Klausner Sues Apple iPhone Over Voicemail Patent
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SAN FRANCISCO - Klausner Technologies Inc said on Monday the company had filed a $360 million suit against Apple Inc and AT&T Inc over voicemail patents that Klausner claims the Apple iPhone infringes.
New York-based Klausner said the lawsuit also names Comcast Corp, Cablevision Systems Corp and eBay Inc's Skype as infringing its patent for "visual voicemail." The plaintiff seeks an additional $300 million from the three.
Klausner said in a statement that it filed the lawsuit in U.S. Court for the Eastern District of Texas. A copy of the filing was not yet available from the court.
The suit alleges asserts that the defendants' Internet-based voicemail products and services violate a Klausner patent. It seeks damages and future royalties estimated at $300 million, according to the press release.
The complaint involves U.S. patent 5,572,576, the same one at issue in a suit Klausner filed in 2006 against voice-over-Internet telephone service provider Vonage Holdings Corp. The two sides agreed to settle that earlier case in October 2007, according a spokesman for Klausner.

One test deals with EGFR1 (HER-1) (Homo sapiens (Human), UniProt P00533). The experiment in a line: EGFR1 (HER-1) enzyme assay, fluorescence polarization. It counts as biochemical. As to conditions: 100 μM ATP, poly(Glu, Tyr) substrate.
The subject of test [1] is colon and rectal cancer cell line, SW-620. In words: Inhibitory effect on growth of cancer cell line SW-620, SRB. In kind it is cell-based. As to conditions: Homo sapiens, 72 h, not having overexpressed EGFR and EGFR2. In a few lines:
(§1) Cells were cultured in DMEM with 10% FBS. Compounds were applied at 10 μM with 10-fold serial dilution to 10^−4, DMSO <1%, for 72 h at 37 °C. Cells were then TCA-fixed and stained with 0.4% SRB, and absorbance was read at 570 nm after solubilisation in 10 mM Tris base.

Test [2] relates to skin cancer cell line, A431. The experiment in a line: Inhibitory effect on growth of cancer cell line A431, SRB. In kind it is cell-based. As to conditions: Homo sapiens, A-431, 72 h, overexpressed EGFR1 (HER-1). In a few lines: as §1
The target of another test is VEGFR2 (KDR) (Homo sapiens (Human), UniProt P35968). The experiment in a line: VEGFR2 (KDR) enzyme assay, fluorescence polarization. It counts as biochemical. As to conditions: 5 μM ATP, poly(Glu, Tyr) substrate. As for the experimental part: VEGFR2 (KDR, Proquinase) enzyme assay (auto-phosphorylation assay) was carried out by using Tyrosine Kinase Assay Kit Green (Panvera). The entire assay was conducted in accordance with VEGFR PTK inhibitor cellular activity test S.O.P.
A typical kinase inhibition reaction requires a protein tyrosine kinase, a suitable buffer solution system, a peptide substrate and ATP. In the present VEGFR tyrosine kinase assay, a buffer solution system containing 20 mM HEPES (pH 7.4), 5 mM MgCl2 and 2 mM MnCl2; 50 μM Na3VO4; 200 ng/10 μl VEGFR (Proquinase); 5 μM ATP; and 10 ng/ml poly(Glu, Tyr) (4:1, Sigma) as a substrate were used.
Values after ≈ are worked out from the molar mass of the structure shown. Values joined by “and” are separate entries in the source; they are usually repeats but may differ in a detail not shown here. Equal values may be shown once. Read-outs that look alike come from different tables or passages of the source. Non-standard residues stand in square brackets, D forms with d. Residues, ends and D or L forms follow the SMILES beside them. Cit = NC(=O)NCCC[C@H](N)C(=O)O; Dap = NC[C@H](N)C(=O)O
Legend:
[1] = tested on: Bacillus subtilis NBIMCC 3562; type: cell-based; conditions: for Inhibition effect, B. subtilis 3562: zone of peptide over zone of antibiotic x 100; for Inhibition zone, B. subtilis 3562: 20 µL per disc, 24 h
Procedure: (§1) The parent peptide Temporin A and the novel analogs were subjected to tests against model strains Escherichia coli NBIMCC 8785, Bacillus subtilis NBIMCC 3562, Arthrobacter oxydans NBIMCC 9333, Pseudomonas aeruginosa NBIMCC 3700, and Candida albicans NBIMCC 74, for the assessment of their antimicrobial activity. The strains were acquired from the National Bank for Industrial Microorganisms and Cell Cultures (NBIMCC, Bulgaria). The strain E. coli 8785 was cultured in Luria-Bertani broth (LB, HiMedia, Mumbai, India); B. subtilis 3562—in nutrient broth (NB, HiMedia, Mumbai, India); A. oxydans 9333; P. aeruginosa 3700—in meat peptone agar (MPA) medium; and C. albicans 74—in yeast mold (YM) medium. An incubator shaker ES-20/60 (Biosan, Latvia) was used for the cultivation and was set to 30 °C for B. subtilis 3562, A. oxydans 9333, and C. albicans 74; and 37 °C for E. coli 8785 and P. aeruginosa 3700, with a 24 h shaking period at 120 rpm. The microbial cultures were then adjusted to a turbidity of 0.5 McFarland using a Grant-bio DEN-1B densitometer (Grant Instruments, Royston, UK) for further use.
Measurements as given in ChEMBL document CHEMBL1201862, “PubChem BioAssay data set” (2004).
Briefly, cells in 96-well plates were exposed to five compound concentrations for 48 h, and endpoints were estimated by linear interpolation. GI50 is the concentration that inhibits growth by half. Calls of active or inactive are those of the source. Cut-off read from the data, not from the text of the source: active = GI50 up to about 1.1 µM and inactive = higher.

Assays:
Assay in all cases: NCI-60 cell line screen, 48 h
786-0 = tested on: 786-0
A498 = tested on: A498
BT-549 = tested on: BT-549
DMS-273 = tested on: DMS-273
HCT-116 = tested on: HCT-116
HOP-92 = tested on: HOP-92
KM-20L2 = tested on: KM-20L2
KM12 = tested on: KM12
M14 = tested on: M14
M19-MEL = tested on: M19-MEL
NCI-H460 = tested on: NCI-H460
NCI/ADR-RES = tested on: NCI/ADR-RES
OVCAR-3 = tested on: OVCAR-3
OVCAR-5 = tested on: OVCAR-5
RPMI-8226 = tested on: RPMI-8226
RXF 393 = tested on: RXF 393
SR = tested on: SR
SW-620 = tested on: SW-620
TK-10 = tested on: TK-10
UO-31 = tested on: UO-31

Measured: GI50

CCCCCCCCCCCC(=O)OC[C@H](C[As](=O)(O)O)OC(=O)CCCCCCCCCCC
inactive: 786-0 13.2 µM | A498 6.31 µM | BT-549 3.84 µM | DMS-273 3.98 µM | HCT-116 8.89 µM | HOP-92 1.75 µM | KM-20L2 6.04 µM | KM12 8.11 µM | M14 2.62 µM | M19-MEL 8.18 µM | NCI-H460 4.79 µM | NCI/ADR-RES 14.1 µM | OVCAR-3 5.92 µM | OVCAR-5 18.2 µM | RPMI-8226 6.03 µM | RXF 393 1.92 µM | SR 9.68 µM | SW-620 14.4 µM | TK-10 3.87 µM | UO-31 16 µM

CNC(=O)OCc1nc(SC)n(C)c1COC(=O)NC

Vonage is now a licensee of Klausner's voicemail technology for its Vonage Voicemail Plus service, as is Time Warner Inc's AOL for its AOL Voicemail services, Klausner said.
Klausner sued Apple over different patents involving the Apple Newton in the mid-1990s, a spokeswoman said. Apple later agreed to a licensing deal with Klausner, she said. The new suit naming Apple as a defendant targets the sleek visual voicemail application offered by Apple in its iPhone.
The company alleged in its statement that Cablevision's Optimum Voicemail, Comcast's Digital Voice Voicemail and eBay's Skype Voicemail violate Klausner's patent by allowing users to selectively retrieve and listen to voice messages via message inbox displays.
An Apple spokeswoman said the company does not comment on pending litigation.
EBay spokesman Hani Durzy said his company has not received the suit and would not comment until its lawyers have seen it.
"We haven't seen it," echoed a Cablevision spokesman, who declined to comment further.
The suit was filed for the plaintiff by the California law firm of Dovel & Luner in Texas. "We have litigated this patent successfully on two prior occasions," Greg Dovel of Dovel & Luner, said in the statement issued by Klausner.